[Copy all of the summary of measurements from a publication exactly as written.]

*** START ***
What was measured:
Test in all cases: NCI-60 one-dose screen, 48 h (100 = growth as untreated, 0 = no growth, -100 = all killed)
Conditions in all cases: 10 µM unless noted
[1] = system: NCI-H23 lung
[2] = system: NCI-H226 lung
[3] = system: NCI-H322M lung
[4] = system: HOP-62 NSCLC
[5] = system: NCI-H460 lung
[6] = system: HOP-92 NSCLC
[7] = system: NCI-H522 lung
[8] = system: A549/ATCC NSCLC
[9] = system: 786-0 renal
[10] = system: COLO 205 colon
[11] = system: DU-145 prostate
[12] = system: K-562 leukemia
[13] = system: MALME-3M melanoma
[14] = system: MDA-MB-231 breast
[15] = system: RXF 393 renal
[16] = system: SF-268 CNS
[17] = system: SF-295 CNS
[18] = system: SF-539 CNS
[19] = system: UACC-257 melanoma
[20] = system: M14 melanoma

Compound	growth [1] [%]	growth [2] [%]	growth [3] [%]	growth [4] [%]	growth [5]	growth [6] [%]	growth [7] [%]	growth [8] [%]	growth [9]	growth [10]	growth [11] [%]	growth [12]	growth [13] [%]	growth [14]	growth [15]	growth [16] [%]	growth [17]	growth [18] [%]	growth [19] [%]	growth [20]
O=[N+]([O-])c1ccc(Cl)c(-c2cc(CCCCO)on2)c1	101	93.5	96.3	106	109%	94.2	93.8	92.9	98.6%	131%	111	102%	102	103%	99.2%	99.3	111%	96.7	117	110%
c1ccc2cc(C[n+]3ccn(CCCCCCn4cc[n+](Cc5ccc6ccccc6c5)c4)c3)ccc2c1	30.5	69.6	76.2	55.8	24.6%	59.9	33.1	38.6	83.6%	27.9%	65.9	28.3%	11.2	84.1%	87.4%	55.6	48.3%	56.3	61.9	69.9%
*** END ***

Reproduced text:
What was measured:
Test in all cases: NCI-60 one-dose screen, 48 h (100 = growth as untreated, 0 = no growth, -100 = all killed)
Conditions in all cases: 10 µM unless noted
[1] = system: NCI-H23 lung
[2] = system: NCI-H226 lung
[3] = system: NCI-H322M lung
[4] = system: HOP-62 NSCLC
[5] = system: NCI-H460 lung
[6] = system: HOP-92 NSCLC
[7] = system: NCI-H522 lung
[8] = system: A549/ATCC NSCLC
[9] = system: 786-0 renal
[10] = system: COLO 205 colon
[11] = system: DU-145 prostate
[12] = system: K-562 leukemia
[13] = system: MALME-3M melanoma
[14] = system: MDA-MB-231 breast
[15] = system: RXF 393 renal
[16] = system: SF-268 CNS
[17] = system: SF-295 CNS
[18] = system: SF-539 CNS
[19] = system: UACC-257 melanoma
[20] = system: M14 melanoma

Compound	growth [1] [%]	growth [2] [%]	growth [3] [%]	growth [4] [%]	growth [5]	growth [6] [%]	growth [7] [%]	growth [8] [%]	growth [9]	growth [10]	growth [11] [%]	growth [12]	growth [13] [%]	growth [14]	growth [15]	growth [16] [%]	growth [17]	growth [18] [%]	growth [19] [%]	growth [20]
O=[N+]([O-])c1ccc(Cl)c(-c2cc(CCCCO)on2)c1	101	93.5	96.3	106	109%	94.2	93.8	92.9	98.6%	131%	111	102%	102	103%	99.2%	99.3	111%	96.7	117	110%
c1ccc2cc(C[n+]3ccn(CCCCCCn4cc[n+](Cc5ccc6ccccc6c5)c4)c3)ccc2c1	30.5	69.6	76.2	55.8	24.6%	59.9	33.1	38.6	83.6%	27.9%	65.9	28.3%	11.2	84.1%	87.4%	55.6	48.3%	56.3	61.9	69.9%